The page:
Thursday, February 4, 2016

Netflix, Red Wine, and Alternatives

I like to drink wine.  I like to watch stuff on Netflix.  It can sure eat up the evenings though.  So I thought I'd do something else tonight...



Scrap wood, Bondo, some radio control gear (even got a sheet servo!).  Why not make a sailing model to test out my rig?

4 comments:

  1. No computer mock-up can beat a physical model in your hands. Even as that low aspect rig looks wonderful on the screen this will be a test of your length to beam ratio. Daves boats have been 4:1 so far and yours is 3.2:1? So interesting to see how easily it is actually pushed. There was a 32X12 trilo in Sitka that never got a rig installed but it looked hopelessly piggish in my eyes and only really capable of off the wind sailing. But, who knows? Maybe that 32X12 trilos long sharp waterline edge would allow it to really work to windward no matter what. 10" beam makes for a really nice interior feel and space. You might be hitting a sweet spot but water testing should be illuminating.

    Also: in my eyes adding one more panel to your center junk sail, and equivalent percentages to your fore and aft sprits, might work to give you more sail area to compensate for the 2' extra beam (from Daves proven 4:1 ratio) looks do-able but maybe not able to sail under the bridges you mentioned. And maybe a balanced lug on the foremast to give a bit more separation between the center sail and the foresail? With nice stiff aft sprit sail for heaving-to or raising sail Just riffin with one mans semi-humble opinion.

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  2. Thanks Robert. This is where I'll be needing help and advice so your opinions from a state of absolute humility to haughty self-righteousness are completely appreciated :-)

    I'm thinking that the rather long and high aspect ratio lee board will help. I can certainly play with that along with rudder size/shape.

    If this model goes half as fast as the one I made previously a few years ago (pictures in my Various Harrison page) I'll be happy. It was scaled and inch to a foot as is this one, and was 12' by 32'. The bottom was not completely flat on the one though - the flat mid-section was 8 feet wide and then chined up for two feet either side. All straight lines though- no curves at all. It went as fast as I could paddle a 12 foot kayak. I had no means of controlling it though.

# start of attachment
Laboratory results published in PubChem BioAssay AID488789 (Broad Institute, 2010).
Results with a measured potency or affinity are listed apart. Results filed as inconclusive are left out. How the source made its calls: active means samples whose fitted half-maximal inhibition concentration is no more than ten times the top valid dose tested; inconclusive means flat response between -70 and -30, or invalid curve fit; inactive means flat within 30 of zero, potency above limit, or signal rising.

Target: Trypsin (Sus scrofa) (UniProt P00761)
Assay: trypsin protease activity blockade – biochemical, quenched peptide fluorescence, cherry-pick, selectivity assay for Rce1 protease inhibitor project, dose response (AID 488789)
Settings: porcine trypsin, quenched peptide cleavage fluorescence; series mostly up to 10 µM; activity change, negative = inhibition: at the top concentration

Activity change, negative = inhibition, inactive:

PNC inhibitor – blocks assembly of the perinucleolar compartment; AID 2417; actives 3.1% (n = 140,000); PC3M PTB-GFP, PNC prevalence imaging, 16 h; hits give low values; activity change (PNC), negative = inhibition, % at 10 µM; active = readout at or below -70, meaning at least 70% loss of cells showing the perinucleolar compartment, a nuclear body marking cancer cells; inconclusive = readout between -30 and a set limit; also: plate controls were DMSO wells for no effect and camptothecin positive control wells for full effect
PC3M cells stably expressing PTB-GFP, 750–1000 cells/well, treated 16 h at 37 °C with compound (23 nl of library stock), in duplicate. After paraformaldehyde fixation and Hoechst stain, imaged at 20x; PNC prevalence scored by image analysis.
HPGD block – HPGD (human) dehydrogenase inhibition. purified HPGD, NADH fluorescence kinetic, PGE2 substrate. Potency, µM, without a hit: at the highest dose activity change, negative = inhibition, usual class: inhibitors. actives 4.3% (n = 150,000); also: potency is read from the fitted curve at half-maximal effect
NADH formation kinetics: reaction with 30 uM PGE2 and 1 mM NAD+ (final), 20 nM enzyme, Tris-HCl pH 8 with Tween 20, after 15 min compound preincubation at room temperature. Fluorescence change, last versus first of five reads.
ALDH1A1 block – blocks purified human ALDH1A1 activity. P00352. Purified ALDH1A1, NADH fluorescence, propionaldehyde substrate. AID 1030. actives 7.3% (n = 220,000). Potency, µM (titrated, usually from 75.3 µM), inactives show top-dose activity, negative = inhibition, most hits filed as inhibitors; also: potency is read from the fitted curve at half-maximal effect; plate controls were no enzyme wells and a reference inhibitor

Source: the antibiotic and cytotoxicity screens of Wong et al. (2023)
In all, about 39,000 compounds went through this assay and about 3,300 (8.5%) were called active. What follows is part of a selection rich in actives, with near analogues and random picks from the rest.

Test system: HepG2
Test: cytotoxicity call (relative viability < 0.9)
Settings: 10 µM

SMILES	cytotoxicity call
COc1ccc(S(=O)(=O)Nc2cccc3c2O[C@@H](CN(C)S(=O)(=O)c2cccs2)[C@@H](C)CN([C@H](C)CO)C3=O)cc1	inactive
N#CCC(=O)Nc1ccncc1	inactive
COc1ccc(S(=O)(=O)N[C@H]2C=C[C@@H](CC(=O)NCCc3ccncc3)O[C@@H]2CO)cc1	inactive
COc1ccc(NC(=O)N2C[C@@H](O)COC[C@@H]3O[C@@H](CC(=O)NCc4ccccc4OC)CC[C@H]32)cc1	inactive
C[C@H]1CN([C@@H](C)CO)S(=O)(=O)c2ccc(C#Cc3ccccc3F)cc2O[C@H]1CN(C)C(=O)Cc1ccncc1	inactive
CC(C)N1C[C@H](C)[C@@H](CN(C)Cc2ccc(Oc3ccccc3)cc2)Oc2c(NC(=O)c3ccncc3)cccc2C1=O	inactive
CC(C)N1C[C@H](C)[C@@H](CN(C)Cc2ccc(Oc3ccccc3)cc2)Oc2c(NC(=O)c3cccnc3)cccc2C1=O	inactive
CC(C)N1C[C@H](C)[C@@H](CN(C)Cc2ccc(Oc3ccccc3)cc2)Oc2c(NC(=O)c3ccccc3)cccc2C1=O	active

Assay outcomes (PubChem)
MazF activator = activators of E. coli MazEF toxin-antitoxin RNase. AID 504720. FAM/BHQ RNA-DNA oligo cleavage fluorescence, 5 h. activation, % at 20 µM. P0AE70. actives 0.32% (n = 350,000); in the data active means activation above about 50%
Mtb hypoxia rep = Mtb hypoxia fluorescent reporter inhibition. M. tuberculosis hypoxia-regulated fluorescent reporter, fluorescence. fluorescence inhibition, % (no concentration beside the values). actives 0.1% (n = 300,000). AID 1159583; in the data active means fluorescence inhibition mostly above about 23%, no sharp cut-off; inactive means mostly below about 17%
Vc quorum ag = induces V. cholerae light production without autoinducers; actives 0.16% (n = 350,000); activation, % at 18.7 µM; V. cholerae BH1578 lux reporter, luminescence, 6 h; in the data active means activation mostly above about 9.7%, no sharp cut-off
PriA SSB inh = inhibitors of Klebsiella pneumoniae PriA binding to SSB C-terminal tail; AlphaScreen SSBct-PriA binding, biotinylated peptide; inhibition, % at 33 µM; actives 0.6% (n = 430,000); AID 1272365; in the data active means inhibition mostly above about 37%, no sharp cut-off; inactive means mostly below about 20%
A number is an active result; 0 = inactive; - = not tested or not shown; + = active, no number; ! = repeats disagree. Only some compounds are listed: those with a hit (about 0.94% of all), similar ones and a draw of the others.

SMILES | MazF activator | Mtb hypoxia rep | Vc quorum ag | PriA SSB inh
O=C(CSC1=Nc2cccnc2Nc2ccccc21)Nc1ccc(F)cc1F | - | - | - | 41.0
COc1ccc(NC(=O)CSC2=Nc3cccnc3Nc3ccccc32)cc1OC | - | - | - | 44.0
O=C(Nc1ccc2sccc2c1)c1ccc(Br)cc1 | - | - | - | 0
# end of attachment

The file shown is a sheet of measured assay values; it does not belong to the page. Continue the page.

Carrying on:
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  3. About a physical model: It is true that a model may not necessarily scale up performance-wise. It will show functionality however. When I made that first model a few years ago and put it in the water I was blown away with surprise. Here's why: It sailed! And as fast as ANY model sailboat I've ever seen. But everyone I showed a drawing to prior to making the model - including a very famous yacht designer who happens to live locally - looked upon it with complete disdain and said that it would not work at all. And as I am sure that anyone following this blog knows the online world of boat builders and sailors is predominantly filled with those who have strong negative opinions about square boats. Yet, where do these opinions come from? Certainly not experience. Certainly not from even seeing a square boat sail.

    Here's what I think about widening a square boat: It will be slowed down somewhat because of the increased wetted area. And if there is any heeling at all the drag will move outboard and cause some lee helm. And that's it - at least from a practical standpoint - and keeping in mind the boat's intended use.

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  4. I've hoped to hear from the SF Bay scow schooner ALMA, but have never gotten a reply lo these many years. Field trip, someday?

    Anyway, 3.2:1 with a BIG gaff rig, and looks like she moves along to windward. So not much feedback from box barge sailors online.

    Still, museums around the world have models of these from all sorts of waterways. Great Lakes, for instance, which have some of the worst sea conditions in the world, with little room for error.

    Dave Z

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